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New England Patriots Super Bowl History: Super Bowl XXXVIII

In February 2004, the Patriots won their second Lombardi Trophy in a three-year span. Let's take a look at the game.

Will February 1, 2015 be a repitition of February 1, 2004?
Will February 1, 2015 be a repitition of February 1, 2004?
Brian Bahr/Getty Images

With Super Bowl XLIX on the horizon, we take the time to look back at the New England Patriots' past seven Super Bowls. Today, we continue the series with the Patriots' fourth appearance on the game's biggest stage – Super Bowl XXXVIII.

Their upset win over the St. Louis Rams in Super Bowl XXXVI turned the Patriots into superstars; but while the team shined bright off the field, it failed to do the same on it. Due to this, the defending Super Bowl champions finished the 2002 season with a 9-7 record – and out of the playoffs.

Therefore, changes were needed. The most notable came at the safety position: in March, the Patriots signed free agent Rodney Harrison, in September – five days before the season opener – they released veteran Lawyer Milloy. The move was widely questioned and, coupled with a 2-2 start, led to speculation about the players' relationship with their coach.

However, the Patriots bounced back and went on to win their final 12 regular season games to earn another playoff berth. The team then proceeded to eliminate the Tennessee Titans and Indianapolis Colts before traveling to Houston to take on the NFC Champion Carolina Panthers.

Super Bowl XXXVIII: Carolina Panthers vs. New England Patriots – Game Synopsis

Date: February 1, 2004

Stadium: Reliant Stadium, Houston TX

Final Score:
Carolina Panthers 29
New England Patriots 32

Houston's Reliant Stadium saw the two best teams in the NFL deliver a game for the ages. Early on, it did not look like that would be the case: almost the entire first half was dominated by defense. The Patriots still had a chance to take the lead on their first drive but Adam Vinatieri missed 31-yard field goal attempt. This was the closest either team came to scoring in a first quarter that saw six punts and four 3-and-outs.

The slugfest continued in the second quarter. After punting on the first possession of the quarter, and subsequently forcing another 3-and-out, the Patriots were again in prime position to take the lead. Once again, though, Vinatieri missed a field goal attempt, as his 36-yard try was tipped at the line of scrimmage. Three plays later, linebacker Mike Vrabel sacked Panthers' quarterback Jake Delhomme, who fumbled the ball, which was recovered by Richard Seymour. The result: first down Patriots at the Carolina 20 yard line.

Tom Brady connected with wide receiver Deion Branch four plays after the takeaway, to give the game its first points with 3:10 to go in the first half. At that point, Carolina had amassed -8 yards of offense. Yet, the NFC Champion began driving down the field, tying the game with a 39-yard touchdown pass from Delhomme to Steve Smith.

New England responded with a touchdown of its own: the Patriots drove 78 yards in 36 seconds, capped by Brady's second touchdown pass of the day. This time, Houston-born David Givens was on the receiving end of it.

The first half, which started as a defensive battle, was still not over, though. After a Vinatieri squib kick, which was returned to the Carolina 47 yard line, the Panthers' Steven Davis ran for a 21-yard gain to set up John Kasay's 50-yard field goal. Thus, the Patriots entered halftime up 14-10. After a scoreless first 27 minutes, the first half saw 24 points being scored within a three-minute span.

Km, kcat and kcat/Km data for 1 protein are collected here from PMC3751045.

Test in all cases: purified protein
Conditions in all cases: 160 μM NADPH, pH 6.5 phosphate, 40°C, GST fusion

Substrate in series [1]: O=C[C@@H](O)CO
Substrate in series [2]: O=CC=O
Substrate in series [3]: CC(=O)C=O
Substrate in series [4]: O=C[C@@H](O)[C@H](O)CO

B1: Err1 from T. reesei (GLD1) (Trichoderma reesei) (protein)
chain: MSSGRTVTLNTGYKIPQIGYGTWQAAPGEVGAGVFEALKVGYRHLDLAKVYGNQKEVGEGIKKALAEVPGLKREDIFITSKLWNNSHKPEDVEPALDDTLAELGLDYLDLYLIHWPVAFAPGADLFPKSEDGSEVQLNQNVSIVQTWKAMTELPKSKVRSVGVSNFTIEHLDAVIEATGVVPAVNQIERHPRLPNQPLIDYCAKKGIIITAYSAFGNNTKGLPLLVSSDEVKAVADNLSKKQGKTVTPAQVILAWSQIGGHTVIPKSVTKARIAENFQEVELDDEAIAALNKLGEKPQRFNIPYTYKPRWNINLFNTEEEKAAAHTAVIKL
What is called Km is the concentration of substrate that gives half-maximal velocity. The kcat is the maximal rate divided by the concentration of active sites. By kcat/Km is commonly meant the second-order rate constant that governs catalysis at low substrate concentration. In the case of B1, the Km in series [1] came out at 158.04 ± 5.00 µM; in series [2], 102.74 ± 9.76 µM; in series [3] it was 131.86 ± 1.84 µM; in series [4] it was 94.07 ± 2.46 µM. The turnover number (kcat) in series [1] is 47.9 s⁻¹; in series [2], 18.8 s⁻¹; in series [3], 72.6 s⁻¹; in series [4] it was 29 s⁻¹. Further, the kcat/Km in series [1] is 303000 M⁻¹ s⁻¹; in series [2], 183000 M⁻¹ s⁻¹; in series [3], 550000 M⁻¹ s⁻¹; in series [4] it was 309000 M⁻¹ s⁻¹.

The second half began like the first one: neither team was able to move the ball effectively. At the end of a scoreless third quarter, however, the Patriots found themselves at the Carolina 9 yard line. Two plays into the final period, Antowain Smith rushed for a touchdown to give New England a 21-10 lead – and kick off the arguably most spectacular 15 minutes in Super Bowl history.

The game, which had started as a defensive battle, turned into an offensive shootout. The Panthers, down 11, answered the Patriots' touchdown with an 81-yard, two minute drive that ended with a 33-yard DeShaun Foster touchdown run. A two-point conversion failed; the score was 21-16.

New England's offense responded with another long series, going from its own 27 to the Carolina 9 yard line in nine plays and four and a half minutes. However, the team once again failed to end a drive on the scoreboard as a Brady pass intended for tight end Christian Fauria was intercepted in the end zone.

To make matter worse, the Panthers would take the lead three plays later. Jake Delhomme connected with wide receiver Muhsin Muhammad on a 85-yard touchdown pass to give head coach John Fox's team a 22-21 lead (another two-point attempt failed).

Once again, the Patriots answered with a touchdown: after a four-minute drive, Tom Brady found linebacker/tight end Mike Vrabel in the endzone with 2:55 left in regulation. A two-point run by Kevin Faulk was successful and the Patriots were up 29-22.

The game, however, was still far from over. The Panthers drove 80 yards in 1:30 to tie the game at 29. Unfortunately for Carolina, Kasay's kick off following the touchdown landed out of bounds and the Patriots got the ball back at their own 40 yard line with 1:08 left in the game. On his second game-winning Super Bowl drive, Brady completed four of five pass attempts to set up Adam Vinatieri's 41-yard field goal, which gave the Patriots a 32-29 lead and their second Lombardi Trophy.


Super Bowl XXXVIII had all one could have hoped for: great play on both sides of the football and great drama. The game started slow, but both teams combined to still gain 868 yards of offense (Patriots 481, Panthers 387). In the end, the Patriots prevailed and secured their second World Championship in a three-year span.

Super Bowl XXXVIII Highlights: